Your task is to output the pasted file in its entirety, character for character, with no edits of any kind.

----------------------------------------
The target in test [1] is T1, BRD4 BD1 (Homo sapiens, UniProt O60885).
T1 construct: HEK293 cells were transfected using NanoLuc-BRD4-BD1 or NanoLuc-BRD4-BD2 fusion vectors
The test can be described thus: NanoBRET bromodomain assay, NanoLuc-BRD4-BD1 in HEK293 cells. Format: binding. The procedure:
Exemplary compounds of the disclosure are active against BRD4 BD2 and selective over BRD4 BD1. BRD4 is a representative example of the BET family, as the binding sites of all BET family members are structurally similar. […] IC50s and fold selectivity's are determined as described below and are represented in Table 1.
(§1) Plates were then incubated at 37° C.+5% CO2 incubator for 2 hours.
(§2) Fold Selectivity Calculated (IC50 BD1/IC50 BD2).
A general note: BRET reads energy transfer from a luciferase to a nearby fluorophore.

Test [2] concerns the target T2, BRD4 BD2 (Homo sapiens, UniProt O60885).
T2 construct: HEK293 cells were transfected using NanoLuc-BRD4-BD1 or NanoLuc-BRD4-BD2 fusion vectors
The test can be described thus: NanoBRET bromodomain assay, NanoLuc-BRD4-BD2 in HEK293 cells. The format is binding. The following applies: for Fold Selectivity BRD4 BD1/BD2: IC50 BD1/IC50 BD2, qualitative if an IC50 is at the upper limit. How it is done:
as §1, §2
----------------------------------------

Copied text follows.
The target in test [1] is T1, BRD4 BD1 (Homo sapiens, UniProt O60885).
T1 construct: HEK293 cells were transfected using NanoLuc-BRD4-BD1 or NanoLuc-BRD4-BD2 fusion vectors
The test can be described thus: NanoBRET bromodomain assay, NanoLuc-BRD4-BD1 in HEK293 cells. Format: binding. The procedure:
Exemplary compounds of the disclosure are active against BRD4 BD2 and selective over BRD4 BD1. BRD4 is a representative example of the BET family, as the binding sites of all BET family members are structurally similar. […] IC50s and fold selectivity's are determined as described below and are represented in Table 1.
(§1) Plates were then incubated at 37° C.+5% CO2 incubator for 2 hours.
(§2) Fold Selectivity Calculated (IC50 BD1/IC50 BD2).
A general note: BRET reads energy transfer from a luciferase to a nearby fluorophore.

Test [2] concerns the target T2, BRD4 BD2 (Homo sapiens, UniProt O60885).
T2 construct: HEK293 cells were transfected using NanoLuc-BRD4-BD1 or NanoLuc-BRD4-BD2 fusion vectors
The test can be described thus: NanoBRET bromodomain assay, NanoLuc-BRD4-BD2 in HEK293 cells. The format is binding. The following applies: for Fold Selectivity BRD4 BD1/BD2: IC50 BD1/IC50 BD2, qualitative if an IC50 is at the upper limit. How it is done:
as §1, §2